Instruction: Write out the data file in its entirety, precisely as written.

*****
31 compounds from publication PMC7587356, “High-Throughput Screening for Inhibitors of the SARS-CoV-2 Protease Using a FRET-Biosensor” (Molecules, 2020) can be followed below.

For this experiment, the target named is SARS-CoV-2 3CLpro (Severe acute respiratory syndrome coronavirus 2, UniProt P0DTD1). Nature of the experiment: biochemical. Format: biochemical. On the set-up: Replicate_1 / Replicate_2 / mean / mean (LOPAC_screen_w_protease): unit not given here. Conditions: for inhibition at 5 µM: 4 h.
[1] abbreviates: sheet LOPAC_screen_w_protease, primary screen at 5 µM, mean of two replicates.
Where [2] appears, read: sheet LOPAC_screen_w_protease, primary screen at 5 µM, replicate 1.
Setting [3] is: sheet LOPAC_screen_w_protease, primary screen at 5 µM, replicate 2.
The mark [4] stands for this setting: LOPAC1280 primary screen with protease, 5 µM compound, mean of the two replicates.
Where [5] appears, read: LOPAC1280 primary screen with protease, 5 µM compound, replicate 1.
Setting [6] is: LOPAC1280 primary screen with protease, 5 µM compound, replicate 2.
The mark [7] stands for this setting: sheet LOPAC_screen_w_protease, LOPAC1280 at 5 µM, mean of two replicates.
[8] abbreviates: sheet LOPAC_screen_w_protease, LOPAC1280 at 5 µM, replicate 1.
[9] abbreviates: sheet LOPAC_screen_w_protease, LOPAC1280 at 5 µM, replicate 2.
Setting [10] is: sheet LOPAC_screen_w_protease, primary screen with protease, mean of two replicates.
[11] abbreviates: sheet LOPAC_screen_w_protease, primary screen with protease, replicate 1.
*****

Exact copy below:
31 compounds from publication PMC7587356, “High-Throughput Screening for Inhibitors of the SARS-CoV-2 Protease Using a FRET-Biosensor” (Molecules, 2020) can be followed below.

For this experiment, the target named is SARS-CoV-2 3CLpro (Severe acute respiratory syndrome coronavirus 2, UniProt P0DTD1). Nature of the experiment: biochemical. Format: biochemical. On the set-up: Replicate_1 / Replicate_2 / mean / mean (LOPAC_screen_w_protease): unit not given here. Conditions: for inhibition at 5 µM: 4 h.
[1] abbreviates: sheet LOPAC_screen_w_protease, primary screen at 5 µM, mean of two replicates.
Where [2] appears, read: sheet LOPAC_screen_w_protease, primary screen at 5 µM, replicate 1.
Setting [3] is: sheet LOPAC_screen_w_protease, primary screen at 5 µM, replicate 2.
The mark [4] stands for this setting: LOPAC1280 primary screen with protease, 5 µM compound, mean of the two replicates.
Where [5] appears, read: LOPAC1280 primary screen with protease, 5 µM compound, replicate 1.
Setting [6] is: LOPAC1280 primary screen with protease, 5 µM compound, replicate 2.
The mark [7] stands for this setting: sheet LOPAC_screen_w_protease, LOPAC1280 at 5 µM, mean of two replicates.
[8] abbreviates: sheet LOPAC_screen_w_protease, LOPAC1280 at 5 µM, replicate 1.
[9] abbreviates: sheet LOPAC_screen_w_protease, LOPAC1280 at 5 µM, replicate 2.
Setting [10] is: sheet LOPAC_screen_w_protease, primary screen with protease, mean of two replicates.
[11] abbreviates: sheet LOPAC_screen_w_protease, primary screen with protease, replicate 1.